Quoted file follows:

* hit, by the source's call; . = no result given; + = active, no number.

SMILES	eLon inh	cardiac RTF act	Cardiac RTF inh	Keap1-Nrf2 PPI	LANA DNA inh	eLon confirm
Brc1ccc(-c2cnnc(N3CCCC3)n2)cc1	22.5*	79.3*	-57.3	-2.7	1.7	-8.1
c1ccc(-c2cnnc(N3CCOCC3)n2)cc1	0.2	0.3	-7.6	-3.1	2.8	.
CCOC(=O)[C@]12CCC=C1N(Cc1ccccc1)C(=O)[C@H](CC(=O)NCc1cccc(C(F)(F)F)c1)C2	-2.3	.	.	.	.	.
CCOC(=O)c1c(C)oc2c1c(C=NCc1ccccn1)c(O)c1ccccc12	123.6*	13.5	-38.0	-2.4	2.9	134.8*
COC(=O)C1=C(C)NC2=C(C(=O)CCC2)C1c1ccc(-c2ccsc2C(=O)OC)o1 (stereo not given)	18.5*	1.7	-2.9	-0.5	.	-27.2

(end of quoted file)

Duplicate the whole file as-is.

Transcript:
* hit, by the source's call; . = no result given; + = active, no number.

SMILES	eLon inh	cardiac RTF act	Cardiac RTF inh	Keap1-Nrf2 PPI	LANA DNA inh	eLon confirm
Brc1ccc(-c2cnnc(N3CCCC3)n2)cc1	22.5*	79.3*	-57.3	-2.7	1.7	-8.1
c1ccc(-c2cnnc(N3CCOCC3)n2)cc1	0.2	0.3	-7.6	-3.1	2.8	.
CCOC(=O)[C@]12CCC=C1N(Cc1ccccc1)C(=O)[C@H](CC(=O)NCc1cccc(C(F)(F)F)c1)C2	-2.3	.	.	.	.	.
CCOC(=O)c1c(C)oc2c1c(C=NCc1ccccn1)c(O)c1ccccc12	123.6*	13.5	-38.0	-2.4	2.9	134.8*
COC(=O)C1=C(C)NC2=C(C(=O)CCC2)C1c1ccc(-c2ccsc2C(=O)OC)o1 (stereo not given)	18.5*	1.7	-2.9	-0.5	.	-27.2